When the trial was ethically approved and ready to recruit participants, I seriously began to think about applying for a role as a peer support worker. I knew the project and believed in how it could help people experiencing psychosis.

Return to employment

I was encouraged by Thomas Kabir, the PPI lead at McPin, who supported me through the application process. I met the research assistant for the Bristol NHS research site and I asked her lots of questions about what the role would involve.

She encouraged me to apply so I did and got an interview. I felt a little reassured to see familiar faces on the interview panel but they didn’t make it easy!

During the interview I was extremely nervous and was unable to think straight. Not only had psychosis taken my confidence but my cognition was still affected at that time – I’d forget the questions and repeatedly asked the panel to repeat them. It felt like it went on for hours!

I just about managed to thank the panel before rushing onto the street where I began to I cry. I didn’t hear anything for over a week and so I was even more convinced that I hadn’t got the job.

Pandemic pause

My worry was unnecessary as I did get the job! The panel took a while to respond as they were trying to secure funding for myself and another person with lived experience who did really well in the interview. McPin sent words of support and celebratory cards.

It all felt so encouraging and I was excited to be at a point where I was employed again, something I didn’t think was possible for me after losing my last job years before.

I was going through my training for the gameChange peer support worker role when the pandemic hit, which meant that the trial – and my role – had to be paused for a while. Instead, I did a lot of the administrative tasks, eventually becoming the main administrator when the trial coordinator left.

Looking back, I was able to challenge my social anxiety by working part time with such an immensely supportive team. For the first time in a long time, I felt like I was contributing to society, I was earning money to be able to support myself and go out with the friends I had made in the new city. This all had a positive effect on my recovery.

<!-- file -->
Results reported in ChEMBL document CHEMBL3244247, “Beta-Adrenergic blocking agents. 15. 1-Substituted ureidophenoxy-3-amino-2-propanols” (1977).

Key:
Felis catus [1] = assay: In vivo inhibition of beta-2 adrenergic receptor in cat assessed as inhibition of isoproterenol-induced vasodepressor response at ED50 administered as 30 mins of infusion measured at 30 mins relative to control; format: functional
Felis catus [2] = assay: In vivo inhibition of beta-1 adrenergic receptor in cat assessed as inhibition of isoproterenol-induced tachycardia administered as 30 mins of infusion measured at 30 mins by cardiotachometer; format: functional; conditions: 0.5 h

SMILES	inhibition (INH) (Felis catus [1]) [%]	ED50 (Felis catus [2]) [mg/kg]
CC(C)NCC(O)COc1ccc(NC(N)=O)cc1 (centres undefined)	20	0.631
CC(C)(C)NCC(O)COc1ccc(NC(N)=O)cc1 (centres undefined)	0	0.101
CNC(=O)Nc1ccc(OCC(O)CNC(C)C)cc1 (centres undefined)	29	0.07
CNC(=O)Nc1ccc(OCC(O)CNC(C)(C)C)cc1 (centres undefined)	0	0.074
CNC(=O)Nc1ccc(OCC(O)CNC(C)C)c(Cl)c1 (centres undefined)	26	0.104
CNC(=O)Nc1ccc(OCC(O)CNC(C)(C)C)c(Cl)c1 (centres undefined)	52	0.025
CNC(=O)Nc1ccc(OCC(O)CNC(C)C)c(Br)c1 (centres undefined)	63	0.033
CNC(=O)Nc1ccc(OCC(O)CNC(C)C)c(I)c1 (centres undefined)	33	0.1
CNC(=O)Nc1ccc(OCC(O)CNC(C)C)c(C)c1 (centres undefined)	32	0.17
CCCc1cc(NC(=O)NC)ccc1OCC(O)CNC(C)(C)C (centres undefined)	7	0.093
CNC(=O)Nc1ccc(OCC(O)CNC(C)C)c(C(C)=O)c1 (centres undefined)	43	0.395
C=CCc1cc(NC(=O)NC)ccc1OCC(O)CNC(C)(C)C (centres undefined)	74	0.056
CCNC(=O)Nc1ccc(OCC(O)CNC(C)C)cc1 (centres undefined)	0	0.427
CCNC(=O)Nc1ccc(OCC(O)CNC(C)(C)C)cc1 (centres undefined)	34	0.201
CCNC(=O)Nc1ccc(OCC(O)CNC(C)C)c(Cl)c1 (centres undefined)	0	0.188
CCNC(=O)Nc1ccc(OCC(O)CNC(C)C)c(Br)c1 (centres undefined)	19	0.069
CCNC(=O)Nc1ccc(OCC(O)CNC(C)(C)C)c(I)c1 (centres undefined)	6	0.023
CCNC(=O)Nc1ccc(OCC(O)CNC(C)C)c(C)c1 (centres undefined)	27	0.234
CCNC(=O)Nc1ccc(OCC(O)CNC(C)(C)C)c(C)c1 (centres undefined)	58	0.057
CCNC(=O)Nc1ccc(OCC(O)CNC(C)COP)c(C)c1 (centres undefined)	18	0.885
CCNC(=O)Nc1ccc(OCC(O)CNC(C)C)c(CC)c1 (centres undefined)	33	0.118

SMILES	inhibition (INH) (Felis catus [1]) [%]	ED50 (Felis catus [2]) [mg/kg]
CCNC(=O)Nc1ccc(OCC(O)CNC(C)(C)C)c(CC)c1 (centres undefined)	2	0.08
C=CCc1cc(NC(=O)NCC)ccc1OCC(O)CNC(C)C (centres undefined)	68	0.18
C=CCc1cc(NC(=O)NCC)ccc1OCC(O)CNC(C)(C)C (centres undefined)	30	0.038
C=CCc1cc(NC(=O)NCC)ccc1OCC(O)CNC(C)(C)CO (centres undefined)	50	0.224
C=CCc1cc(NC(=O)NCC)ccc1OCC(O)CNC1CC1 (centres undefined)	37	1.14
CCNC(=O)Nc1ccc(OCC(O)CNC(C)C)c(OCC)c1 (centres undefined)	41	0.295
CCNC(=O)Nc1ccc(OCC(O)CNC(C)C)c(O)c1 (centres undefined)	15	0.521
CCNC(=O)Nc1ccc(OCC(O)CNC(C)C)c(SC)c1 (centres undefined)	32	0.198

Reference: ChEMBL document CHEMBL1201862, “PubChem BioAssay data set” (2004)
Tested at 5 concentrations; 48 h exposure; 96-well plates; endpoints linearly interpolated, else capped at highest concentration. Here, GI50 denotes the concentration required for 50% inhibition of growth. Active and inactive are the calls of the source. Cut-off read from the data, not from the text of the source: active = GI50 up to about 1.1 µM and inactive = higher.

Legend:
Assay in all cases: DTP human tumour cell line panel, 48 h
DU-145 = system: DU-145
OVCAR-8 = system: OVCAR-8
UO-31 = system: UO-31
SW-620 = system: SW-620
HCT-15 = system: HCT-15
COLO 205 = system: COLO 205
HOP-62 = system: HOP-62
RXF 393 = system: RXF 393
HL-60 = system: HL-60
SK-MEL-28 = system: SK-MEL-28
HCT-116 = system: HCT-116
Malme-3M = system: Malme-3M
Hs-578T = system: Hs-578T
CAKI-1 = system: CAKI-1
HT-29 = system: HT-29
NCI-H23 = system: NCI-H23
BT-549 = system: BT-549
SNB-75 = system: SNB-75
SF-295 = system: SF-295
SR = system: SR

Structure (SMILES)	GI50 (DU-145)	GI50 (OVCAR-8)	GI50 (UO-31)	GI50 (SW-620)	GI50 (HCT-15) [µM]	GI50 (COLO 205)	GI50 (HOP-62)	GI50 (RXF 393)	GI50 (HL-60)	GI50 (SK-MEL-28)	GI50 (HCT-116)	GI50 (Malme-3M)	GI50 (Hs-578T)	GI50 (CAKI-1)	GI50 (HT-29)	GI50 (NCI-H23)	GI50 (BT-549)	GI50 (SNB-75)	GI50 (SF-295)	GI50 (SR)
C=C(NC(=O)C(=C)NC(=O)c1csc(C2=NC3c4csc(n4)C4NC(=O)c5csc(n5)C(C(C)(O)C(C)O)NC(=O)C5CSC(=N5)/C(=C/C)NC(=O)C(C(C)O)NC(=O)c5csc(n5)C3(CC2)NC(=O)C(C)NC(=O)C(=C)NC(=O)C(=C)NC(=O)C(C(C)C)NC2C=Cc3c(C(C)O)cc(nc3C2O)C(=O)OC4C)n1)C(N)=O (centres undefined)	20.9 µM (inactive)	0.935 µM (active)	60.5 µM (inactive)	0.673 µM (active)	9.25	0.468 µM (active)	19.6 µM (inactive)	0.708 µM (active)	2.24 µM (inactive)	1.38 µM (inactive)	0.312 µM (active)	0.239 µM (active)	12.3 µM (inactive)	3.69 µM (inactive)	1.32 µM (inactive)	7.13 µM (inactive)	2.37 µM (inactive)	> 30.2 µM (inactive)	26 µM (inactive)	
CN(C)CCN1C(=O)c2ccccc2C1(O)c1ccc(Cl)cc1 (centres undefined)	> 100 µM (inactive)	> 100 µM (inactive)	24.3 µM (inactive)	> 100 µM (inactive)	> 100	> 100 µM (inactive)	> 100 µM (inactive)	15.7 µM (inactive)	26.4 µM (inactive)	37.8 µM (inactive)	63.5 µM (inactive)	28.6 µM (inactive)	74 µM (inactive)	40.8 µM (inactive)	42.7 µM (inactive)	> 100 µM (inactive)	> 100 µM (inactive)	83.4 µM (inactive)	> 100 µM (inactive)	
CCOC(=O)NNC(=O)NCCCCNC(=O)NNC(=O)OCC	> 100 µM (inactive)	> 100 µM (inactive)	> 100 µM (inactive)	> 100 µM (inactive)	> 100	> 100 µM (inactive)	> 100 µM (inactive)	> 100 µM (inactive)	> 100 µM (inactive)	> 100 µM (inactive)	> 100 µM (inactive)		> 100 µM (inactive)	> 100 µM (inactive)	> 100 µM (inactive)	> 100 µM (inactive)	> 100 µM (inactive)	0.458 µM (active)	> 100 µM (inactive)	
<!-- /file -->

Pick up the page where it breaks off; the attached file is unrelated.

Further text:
Support is essential

Once the trial ended, I secured a role within the research department and now I help to bring research opportunities to others with neurodiversities and/or who struggle with mental illness. I really enjoy the work and often look back on my journey and feel surprised, but also proud.

I couldn’t have got here without the support I received. This is essential for those using their lived experience in roles such as being on a LEAP because of just how much of yourself you have to give.  It’s so important to feel safe and supported when you are sharing your experiences.

I still struggle occasionally with my mental health but this time I’m met with understanding from my employer. I work part time to allow me to manage my health and various appointments I need to attend.

I know from meeting others that lived experience roles are not for everyone. Sometimes the place where this work takes place are in venues like hospitals that can be triggering.

Some lived experience roles have made others I know unwell and in turn lose confidence in themselves and the organisations drawing on their experience.

I feel lucky:  for one, I felt safe enough to share the things I struggle with at work and two, I wasn’t heavily stigmatised as a result. But I know it’s a careful balance.

I had no idea when I signed up for the LEAP with McPin just how much my life and career would change. I gained back some of my confidence and self-esteem – although this is definitely still a work in progress!

Eva Roberts is a member of the gameChange Lived Experience Advisory Panel.